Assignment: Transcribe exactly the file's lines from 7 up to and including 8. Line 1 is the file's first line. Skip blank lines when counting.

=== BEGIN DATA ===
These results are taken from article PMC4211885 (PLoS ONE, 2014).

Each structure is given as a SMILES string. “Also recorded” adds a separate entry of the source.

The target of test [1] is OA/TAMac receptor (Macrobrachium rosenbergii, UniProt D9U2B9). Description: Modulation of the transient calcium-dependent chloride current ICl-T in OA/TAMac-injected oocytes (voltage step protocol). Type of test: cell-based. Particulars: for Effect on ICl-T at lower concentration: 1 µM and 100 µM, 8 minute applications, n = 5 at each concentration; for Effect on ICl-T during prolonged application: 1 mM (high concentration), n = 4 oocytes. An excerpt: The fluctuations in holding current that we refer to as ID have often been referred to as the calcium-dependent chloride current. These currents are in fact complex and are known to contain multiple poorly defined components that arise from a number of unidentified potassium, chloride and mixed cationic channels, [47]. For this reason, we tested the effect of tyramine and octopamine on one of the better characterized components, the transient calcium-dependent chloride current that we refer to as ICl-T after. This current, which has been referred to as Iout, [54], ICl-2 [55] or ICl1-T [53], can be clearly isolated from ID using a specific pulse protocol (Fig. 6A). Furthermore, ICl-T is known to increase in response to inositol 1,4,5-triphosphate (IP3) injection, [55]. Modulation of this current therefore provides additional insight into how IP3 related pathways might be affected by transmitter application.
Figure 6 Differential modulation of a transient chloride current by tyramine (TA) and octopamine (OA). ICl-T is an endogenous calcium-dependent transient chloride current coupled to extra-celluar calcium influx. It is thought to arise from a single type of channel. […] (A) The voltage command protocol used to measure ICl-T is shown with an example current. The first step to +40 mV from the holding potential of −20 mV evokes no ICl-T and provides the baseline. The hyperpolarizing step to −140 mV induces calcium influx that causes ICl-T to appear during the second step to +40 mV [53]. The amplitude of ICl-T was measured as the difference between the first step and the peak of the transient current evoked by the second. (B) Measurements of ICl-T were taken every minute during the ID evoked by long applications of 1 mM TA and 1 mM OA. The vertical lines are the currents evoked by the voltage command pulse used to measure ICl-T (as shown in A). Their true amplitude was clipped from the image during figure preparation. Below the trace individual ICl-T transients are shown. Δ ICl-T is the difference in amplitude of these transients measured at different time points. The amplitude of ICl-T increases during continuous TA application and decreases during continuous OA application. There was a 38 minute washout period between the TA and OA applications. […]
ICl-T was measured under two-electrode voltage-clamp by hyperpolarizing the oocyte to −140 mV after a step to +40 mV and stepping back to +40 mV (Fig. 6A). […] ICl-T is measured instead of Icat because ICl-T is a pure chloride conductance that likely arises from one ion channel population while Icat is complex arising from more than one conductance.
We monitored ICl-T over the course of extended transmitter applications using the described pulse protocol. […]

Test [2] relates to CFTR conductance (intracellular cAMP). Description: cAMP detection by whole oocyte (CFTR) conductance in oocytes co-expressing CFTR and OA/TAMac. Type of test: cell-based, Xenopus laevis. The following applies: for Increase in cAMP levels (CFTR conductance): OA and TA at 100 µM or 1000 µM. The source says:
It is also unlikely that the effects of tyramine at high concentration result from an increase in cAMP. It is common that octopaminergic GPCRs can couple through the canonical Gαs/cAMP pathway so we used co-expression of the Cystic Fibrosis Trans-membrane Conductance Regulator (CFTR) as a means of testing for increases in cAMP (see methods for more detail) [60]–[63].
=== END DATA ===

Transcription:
Test [2] relates to CFTR conductance (intracellular cAMP). Description: cAMP detection by whole oocyte (CFTR) conductance in oocytes co-expressing CFTR and OA/TAMac. Type of test: cell-based, Xenopus laevis. The following applies: for Increase in cAMP levels (CFTR conductance): OA and TA at 100 µM or 1000 µM. The source says:
It is also unlikely that the effects of tyramine at high concentration result from an increase in cAMP. It is common that octopaminergic GPCRs can couple through the canonical Gαs/cAMP pathway so we used co-expression of the Cystic Fibrosis Trans-membrane Conductance Regulator (CFTR) as a means of testing for increases in cAMP (see methods for more detail) [60]–[63].